Friday, December 9, 2011

Finally Friday Edition

And so, at last, it's Friday! Tomorrow is rest, Sunday is prep day, and Monday are scopes. But first, the news:

The GOP payroll tax cut plan is out. Despite President Obama's veto threat, it's tied to the Keystone Pipeline and rolling back environmental regulations, while paying for the tax cut with increases in Medicare premiums for the rich, shrink the size of the federal workforce, and end food stamps and unemployment for millionaires. And everybody knows it can't pass the Senate. Meanwhile, a Dem proposal, that would pay for the tax cut with a surcharge on incomes over $1 million also was rejected by the Senate. Can Congress get anything done before the end of the year? Speaker Boehner has a tough time getting the votes in the House without spending cuts. But eliminating government jobs in a jobs bill? Really? And there are Dems that support the Keystone pipeline (oil from Canada through the US). But does that belong in a jobs bill?

There's also the impending massive cut to Medicare's reimbursement rates if Congress doesn't act by the end of the year. The GOP has put together a deal to delay the cuts for 2 years by repealing unspecified portions of the health reform law and increasing Medicare premiums for high income seniors.

And then there's an extension of unemployment benefits, which also runs out at the end of the year. Protesters call on Senator Lieberman to make this happen.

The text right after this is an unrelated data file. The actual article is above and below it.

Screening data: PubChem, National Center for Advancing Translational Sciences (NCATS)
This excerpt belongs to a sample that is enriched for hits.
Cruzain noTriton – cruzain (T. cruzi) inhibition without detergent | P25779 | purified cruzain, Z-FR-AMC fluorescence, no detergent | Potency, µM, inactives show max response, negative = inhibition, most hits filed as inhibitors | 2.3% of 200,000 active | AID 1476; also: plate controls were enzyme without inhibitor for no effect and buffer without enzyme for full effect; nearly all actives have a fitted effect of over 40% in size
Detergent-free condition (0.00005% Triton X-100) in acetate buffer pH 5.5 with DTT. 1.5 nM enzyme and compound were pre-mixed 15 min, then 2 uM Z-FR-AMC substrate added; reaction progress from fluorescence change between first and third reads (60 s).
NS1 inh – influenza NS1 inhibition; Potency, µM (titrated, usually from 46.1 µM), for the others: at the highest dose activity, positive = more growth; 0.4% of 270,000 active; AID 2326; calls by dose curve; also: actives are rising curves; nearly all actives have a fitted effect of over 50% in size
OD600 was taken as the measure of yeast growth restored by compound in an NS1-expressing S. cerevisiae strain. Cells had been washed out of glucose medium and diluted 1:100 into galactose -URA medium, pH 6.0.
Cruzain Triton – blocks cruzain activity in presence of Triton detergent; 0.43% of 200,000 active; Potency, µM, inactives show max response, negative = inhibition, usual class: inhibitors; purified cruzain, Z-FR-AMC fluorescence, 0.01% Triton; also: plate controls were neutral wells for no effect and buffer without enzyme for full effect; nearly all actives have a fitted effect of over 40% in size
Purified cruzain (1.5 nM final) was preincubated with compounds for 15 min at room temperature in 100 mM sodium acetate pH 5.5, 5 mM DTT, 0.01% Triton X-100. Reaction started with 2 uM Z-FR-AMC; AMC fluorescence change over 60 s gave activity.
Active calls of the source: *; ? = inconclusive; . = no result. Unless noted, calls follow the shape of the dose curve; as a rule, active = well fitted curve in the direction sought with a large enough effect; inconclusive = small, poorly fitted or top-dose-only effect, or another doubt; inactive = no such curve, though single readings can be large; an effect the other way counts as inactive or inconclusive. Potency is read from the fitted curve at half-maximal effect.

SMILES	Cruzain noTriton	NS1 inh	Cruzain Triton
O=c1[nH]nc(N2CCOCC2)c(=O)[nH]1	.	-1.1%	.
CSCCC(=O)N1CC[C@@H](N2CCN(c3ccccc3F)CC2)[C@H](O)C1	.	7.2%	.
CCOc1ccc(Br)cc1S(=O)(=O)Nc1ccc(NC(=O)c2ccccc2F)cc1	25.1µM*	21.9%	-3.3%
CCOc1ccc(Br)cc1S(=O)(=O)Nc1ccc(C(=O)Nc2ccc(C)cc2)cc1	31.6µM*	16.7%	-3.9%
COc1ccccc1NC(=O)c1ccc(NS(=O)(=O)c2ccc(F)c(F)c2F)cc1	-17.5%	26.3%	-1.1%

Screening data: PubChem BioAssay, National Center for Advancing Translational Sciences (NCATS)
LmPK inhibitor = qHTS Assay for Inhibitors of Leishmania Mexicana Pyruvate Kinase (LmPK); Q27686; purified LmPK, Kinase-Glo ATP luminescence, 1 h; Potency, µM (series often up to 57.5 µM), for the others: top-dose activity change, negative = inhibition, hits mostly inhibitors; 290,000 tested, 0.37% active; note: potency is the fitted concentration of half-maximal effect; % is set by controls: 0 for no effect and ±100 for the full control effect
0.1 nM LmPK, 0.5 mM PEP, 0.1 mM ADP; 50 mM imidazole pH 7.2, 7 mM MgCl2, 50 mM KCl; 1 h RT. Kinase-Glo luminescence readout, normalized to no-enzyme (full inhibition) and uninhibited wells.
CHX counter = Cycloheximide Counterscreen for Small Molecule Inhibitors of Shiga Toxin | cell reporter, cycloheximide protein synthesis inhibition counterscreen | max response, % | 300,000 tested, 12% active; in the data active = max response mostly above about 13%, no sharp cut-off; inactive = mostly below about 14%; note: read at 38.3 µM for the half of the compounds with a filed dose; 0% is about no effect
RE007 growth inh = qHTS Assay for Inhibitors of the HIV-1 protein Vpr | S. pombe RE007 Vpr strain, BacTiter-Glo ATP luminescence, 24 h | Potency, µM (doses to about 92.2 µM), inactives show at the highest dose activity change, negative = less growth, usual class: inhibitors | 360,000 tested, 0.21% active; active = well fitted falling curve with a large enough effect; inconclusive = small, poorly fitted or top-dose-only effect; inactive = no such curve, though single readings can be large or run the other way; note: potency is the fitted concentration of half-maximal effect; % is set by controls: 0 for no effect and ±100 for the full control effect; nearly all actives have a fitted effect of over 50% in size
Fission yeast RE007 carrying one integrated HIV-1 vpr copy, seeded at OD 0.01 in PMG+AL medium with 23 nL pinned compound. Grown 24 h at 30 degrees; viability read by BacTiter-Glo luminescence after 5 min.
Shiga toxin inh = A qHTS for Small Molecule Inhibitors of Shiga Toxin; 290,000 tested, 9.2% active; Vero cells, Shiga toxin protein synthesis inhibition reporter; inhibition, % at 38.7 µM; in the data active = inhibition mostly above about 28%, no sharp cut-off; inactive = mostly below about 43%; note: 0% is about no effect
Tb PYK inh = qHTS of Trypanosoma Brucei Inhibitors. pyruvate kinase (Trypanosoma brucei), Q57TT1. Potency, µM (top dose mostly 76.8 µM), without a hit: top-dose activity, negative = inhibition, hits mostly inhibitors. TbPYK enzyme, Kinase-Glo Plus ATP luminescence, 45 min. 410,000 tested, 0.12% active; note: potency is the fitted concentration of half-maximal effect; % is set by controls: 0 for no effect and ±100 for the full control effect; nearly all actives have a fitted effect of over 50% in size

Some GOPers are trying to force Justice Elena Kagan to recuse herself from hearing the challenge to the health reform law, which would all but guarantee that the law is struck down. They say she worked on the legal strategy for the law when she was Solicitor General, and they've demanded documents -- calendars, notes -- so they can comb through them for support. However, Attorney General Eric Holder says this violates separation of powers, and they should be requesting those documents as part of the court case rather than through the executive branch.

The Department of Health and Human Services rolls out $1.4 million in grants for school-based health clinics. However, states have cut Community Health Center funding -- critical safety net health care for the poor and uninsured.

The President defended Secretary Sebelius's decision to limit the sale of the morning after pill so that kids can't buy it without a prescription. Meanwhile, an FDA advisory panel recommends stronger warnings of blood clots for contraceptives Yaz and Yasmin. However, they back the overall benefits of these birth control pills.

The Pentagon opposes a mental health program for the National Guard. This is so despite an increase in suicide rates among the Guard.

Don Berwick's first speech after leaving the Centers for Medicare and Medicaid Services takes on his opponents, blasting the phony "death panel" accusations, and noting that those who say he favors rationing are also in favor of major cuts to Medicare and Medicaid. He says Republicans are the real rationers.

Which states spend the most on health care? Here's your answer.

The great Dr. Pauline Chen tells us about a web-based campaign to raise funds for cancer prevention using social media. Fabulous.

Night shift work may raise the risk of type 2 diabetes in women.

Right in the middle of a recession, Connecticut's Department of Social Services asks the feds for permission to cut Medicaid for low income adults -- because enrollment is expanding greatly. This would leave low income adults without access to health care.

And that, my friends, is the news. Look forward to a big deal post later in the day. In the meantime, have a great day! Jennifer

1 comment:

  1. I'm excited to share even more activities and ideas with you! The first edition (happy dance!) comes out Sunday morning, December 11th! Here's a sneak peek of what's inside